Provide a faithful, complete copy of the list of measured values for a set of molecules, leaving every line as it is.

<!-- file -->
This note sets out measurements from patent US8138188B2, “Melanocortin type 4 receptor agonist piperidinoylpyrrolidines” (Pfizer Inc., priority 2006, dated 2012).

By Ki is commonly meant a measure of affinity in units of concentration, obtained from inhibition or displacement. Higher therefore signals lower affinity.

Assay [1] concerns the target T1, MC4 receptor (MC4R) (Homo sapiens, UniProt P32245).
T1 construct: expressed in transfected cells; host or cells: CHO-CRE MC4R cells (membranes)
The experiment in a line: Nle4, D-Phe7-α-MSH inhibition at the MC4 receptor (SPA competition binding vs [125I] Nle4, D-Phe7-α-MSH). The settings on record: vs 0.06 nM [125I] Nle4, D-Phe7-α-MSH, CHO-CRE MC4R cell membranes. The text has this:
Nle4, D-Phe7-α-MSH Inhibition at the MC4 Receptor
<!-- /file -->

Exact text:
This note sets out measurements from patent US8138188B2, “Melanocortin type 4 receptor agonist piperidinoylpyrrolidines” (Pfizer Inc., priority 2006, dated 2012).

By Ki is commonly meant a measure of affinity in units of concentration, obtained from inhibition or displacement. Higher therefore signals lower affinity.

Assay [1] concerns the target T1, MC4 receptor (MC4R) (Homo sapiens, UniProt P32245).
T1 construct: expressed in transfected cells; host or cells: CHO-CRE MC4R cells (membranes)
The experiment in a line: Nle4, D-Phe7-α-MSH inhibition at the MC4 receptor (SPA competition binding vs [125I] Nle4, D-Phe7-α-MSH). The settings on record: vs 0.06 nM [125I] Nle4, D-Phe7-α-MSH, CHO-CRE MC4R cell membranes. The text has this:
Nle4, D-Phe7-α-MSH Inhibition at the MC4 Receptor